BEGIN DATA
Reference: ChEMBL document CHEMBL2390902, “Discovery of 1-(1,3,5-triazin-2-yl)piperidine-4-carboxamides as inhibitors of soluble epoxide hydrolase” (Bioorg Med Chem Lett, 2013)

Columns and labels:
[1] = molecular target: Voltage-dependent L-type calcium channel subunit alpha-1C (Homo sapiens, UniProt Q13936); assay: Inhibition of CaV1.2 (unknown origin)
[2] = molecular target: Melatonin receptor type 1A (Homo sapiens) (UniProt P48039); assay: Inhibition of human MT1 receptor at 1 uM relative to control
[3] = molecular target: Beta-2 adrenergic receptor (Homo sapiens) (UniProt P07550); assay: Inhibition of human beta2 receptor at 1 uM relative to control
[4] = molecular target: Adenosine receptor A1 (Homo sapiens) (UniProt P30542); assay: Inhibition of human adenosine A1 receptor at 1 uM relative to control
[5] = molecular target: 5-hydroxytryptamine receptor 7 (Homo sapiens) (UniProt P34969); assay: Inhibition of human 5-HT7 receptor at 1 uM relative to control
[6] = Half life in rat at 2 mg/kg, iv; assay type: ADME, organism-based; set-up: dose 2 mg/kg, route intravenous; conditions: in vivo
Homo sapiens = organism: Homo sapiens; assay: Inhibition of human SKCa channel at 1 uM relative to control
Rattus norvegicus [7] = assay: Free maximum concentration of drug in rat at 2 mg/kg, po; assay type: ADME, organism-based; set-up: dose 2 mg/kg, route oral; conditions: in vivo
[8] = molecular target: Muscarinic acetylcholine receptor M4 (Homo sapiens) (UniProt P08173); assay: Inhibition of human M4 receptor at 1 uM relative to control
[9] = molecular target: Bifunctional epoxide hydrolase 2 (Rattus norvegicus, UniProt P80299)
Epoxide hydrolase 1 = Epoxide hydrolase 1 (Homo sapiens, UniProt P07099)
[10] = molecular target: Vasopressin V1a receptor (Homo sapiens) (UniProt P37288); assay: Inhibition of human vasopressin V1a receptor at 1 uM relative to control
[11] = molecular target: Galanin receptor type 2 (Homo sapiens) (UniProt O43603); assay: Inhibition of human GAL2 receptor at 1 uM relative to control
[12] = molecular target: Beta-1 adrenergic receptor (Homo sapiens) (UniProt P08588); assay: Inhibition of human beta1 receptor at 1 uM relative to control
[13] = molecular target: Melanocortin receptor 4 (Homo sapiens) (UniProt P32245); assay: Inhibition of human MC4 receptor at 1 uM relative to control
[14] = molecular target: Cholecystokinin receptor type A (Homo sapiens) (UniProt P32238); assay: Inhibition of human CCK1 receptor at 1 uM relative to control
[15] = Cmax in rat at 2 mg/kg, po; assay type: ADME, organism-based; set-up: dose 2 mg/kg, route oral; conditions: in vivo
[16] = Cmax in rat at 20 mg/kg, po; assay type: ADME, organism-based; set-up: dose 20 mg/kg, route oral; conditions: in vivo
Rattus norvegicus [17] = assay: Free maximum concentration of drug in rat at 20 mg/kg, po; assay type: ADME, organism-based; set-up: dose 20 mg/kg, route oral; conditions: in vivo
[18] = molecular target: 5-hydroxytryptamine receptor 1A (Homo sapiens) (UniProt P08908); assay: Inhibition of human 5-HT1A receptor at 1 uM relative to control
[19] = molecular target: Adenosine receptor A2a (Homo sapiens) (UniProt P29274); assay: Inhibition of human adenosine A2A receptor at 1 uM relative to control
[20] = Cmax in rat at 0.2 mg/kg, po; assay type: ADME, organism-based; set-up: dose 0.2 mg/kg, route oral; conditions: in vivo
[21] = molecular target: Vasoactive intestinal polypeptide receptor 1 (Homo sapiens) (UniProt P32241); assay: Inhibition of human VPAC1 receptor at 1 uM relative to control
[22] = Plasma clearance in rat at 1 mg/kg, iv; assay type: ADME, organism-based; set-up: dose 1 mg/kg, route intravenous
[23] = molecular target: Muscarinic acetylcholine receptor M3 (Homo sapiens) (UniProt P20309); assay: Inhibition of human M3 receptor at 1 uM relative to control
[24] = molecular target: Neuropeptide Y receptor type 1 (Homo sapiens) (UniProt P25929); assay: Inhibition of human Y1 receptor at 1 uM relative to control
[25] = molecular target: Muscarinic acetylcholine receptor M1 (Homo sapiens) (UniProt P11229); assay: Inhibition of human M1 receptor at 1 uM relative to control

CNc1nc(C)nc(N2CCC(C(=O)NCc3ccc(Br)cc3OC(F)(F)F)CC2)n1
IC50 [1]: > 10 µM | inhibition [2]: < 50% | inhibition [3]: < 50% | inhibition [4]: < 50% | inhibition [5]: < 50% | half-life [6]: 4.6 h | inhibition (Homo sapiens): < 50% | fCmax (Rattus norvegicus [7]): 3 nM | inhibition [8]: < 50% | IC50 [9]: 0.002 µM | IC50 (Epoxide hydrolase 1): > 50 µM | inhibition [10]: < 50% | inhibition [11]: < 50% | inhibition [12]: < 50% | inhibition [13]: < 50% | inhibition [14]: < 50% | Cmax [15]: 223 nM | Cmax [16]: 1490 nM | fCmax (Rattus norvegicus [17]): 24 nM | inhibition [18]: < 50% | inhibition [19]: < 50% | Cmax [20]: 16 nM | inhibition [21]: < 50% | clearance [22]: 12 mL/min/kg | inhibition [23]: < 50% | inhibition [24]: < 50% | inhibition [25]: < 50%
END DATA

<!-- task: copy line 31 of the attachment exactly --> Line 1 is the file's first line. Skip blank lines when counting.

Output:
IC50 [1]: > 10 µM | inhibition [2]: < 50% | inhibition [3]: < 50% | inhibition [4]: < 50% | inhibition [5]: < 50% | half-life [6]: 4.6 h | inhibition (Homo sapiens): < 50% | fCmax (Rattus norvegicus [7]): 3 nM | inhibition [8]: < 50% | IC50 [9]: 0.002 µM | IC50 (Epoxide hydrolase 1): > 50 µM | inhibition [10]: < 50% | inhibition [11]: < 50% | inhibition [12]: < 50% | inhibition [13]: < 50% | inhibition [14]: < 50% | Cmax [15]: 223 nM | Cmax [16]: 1490 nM | fCmax (Rattus norvegicus [17]): 24 nM | inhibition [18]: < 50% | inhibition [19]: < 50% | Cmax [20]: 16 nM | inhibition [21]: < 50% | clearance [22]: 12 mL/min/kg | inhibition [23]: < 50% | inhibition [24]: < 50% | inhibition [25]: < 50%